$$ uv+au+av+1 $$
cannot vanish when $|u|<1$, $|v|<1$; from this one can get the Lee-Yang theorem.
\medskip
In view of the above, it is natural to consider multiaffine polynomials
$$ P(z_1,\ldots,z_m,w_1,\ldots,w_n) $$
which cannot vanish when $z_1,\ldots,z_m$ are separated from $w_1,\ldots,w_n$ by a circle. We call these polynomials Grace-like, and the purpose of this note is to study and characterize them.
\bigskip
\centerline{\bf I. General theory.}
\bigskip
We say that a complex polynomial $P(z_1,z_2,\ldots)$ in the variables $z_1$, $z_2,\ldots$ is a Multi-Affine Polynomial ({\it MA-nomial} for short) if it is separately of degree 1 in $z_1$, $z_2,\ldots$. We say that a circle $\Gamma\subset{\bf C}$ {\it separates} the sets $A'$, $A''\subset{\bf C}$ if ${\bf C}\backslash\Gamma=C'\cup C''$, where $C'$, $C''$ are open, $C'\cap C''=\emptyset$ and $A'\subset C'$, $A''\subset C''$. We say that the MA-nomial $P(z_1,\ldots,z_m,w_1,\ldots,w_n)$ is Grace-like (or a G-nomial for short) if it satisfies the following condition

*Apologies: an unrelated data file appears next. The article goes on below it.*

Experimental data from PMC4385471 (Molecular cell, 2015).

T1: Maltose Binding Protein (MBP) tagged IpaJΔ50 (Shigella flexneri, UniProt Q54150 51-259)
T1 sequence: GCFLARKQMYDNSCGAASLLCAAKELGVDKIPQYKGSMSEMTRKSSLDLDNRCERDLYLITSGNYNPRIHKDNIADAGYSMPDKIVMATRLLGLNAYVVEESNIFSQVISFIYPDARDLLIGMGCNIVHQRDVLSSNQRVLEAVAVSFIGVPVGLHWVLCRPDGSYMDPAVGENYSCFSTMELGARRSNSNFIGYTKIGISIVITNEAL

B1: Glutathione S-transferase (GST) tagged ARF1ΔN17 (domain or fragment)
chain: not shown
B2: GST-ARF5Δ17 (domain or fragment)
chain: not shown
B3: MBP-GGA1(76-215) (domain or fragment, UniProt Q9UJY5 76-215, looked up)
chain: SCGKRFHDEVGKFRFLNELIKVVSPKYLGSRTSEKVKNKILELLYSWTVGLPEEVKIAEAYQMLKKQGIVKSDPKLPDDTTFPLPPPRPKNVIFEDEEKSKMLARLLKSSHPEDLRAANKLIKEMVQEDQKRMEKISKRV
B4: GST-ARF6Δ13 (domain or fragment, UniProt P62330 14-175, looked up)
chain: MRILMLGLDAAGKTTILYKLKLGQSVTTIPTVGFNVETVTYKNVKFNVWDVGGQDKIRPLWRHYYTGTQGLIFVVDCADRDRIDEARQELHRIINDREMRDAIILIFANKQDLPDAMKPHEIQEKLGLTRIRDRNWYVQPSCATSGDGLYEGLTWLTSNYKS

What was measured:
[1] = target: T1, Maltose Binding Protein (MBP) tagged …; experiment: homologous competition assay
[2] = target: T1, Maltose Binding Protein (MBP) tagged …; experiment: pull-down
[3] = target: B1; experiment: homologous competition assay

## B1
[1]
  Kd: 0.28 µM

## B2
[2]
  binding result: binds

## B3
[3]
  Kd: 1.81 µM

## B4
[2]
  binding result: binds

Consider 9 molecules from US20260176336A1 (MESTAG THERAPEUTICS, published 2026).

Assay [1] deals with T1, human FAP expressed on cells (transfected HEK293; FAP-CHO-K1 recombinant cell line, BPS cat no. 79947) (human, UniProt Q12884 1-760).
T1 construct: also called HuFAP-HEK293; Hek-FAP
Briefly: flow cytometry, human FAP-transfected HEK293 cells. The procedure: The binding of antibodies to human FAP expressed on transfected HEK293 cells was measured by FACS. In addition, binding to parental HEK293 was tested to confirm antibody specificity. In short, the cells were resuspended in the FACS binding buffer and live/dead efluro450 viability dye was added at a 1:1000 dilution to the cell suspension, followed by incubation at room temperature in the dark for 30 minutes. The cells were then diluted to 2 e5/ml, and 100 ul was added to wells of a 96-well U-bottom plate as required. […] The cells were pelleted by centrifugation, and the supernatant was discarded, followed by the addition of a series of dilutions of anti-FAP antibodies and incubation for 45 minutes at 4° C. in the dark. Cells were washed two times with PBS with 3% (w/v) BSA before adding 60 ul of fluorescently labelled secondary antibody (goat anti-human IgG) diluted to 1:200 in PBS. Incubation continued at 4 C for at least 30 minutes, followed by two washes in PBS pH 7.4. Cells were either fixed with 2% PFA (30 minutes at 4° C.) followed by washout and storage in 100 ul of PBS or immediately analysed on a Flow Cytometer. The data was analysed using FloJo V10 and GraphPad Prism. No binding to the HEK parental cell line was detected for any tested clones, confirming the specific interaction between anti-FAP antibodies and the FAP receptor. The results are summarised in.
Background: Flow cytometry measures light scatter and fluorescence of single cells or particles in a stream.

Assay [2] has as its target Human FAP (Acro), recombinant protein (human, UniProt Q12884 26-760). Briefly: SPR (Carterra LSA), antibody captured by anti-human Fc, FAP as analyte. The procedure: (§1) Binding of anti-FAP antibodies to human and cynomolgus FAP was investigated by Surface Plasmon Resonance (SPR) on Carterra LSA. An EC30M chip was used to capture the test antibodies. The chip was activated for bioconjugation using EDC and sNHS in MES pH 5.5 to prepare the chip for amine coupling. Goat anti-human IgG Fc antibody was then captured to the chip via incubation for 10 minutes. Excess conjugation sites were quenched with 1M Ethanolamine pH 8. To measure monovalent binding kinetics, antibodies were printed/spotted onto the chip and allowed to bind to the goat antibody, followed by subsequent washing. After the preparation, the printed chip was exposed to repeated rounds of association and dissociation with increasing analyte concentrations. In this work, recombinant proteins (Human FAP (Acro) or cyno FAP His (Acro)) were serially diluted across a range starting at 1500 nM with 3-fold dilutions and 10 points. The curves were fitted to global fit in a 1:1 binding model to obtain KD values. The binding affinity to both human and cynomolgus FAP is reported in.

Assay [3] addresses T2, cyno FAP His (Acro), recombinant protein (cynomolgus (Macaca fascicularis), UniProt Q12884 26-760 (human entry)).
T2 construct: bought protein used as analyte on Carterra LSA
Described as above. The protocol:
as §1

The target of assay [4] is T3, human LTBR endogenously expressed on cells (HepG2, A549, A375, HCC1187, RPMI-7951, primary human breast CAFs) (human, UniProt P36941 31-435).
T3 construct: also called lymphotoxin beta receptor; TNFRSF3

\medskip
(G) {\sl Whenever there is a circle $\Gamma$ separating $\{Z_1,\ldots,Z_m\}$, $\{W_1,\ldots,W_n\}$, then}
$$ P(Z_1,\ldots,W_n)\ne0 $$
[Note that we call circle either a straight line $\Gamma\subset{\bf R}$ or a {\it proper circle} $\Gamma=\{z\in{\bf C}:|z-a|=R\}$ with $a\in{\bf C}$, $0n$, each monomial in $P$ would have a factor $z_i$, hence
$$ P(0,\ldots,0,1,\ldots,1)=0 $$
in contradiction with the fact that $\{0,\ldots,0\}$, $\{1,\ldots,1\}$ are separated by a circle. Thus $k\le n$, and similarly $k\le m$.\qed
\medskip
{\bf 2 Lemma} (degree).
\medskip
{\sl If all the variables $z_1,\ldots,w_n$ effectively occur in the G-nomial $P$, then $m=n$ and $P$ has degree $k=n$.}
\medskip
By assumption
$$ (\prod_{i=1}^mz_i)(\prod_{j=1}^nw_j)P(z_1^{-1},\ldots,w_n^{-1}) $$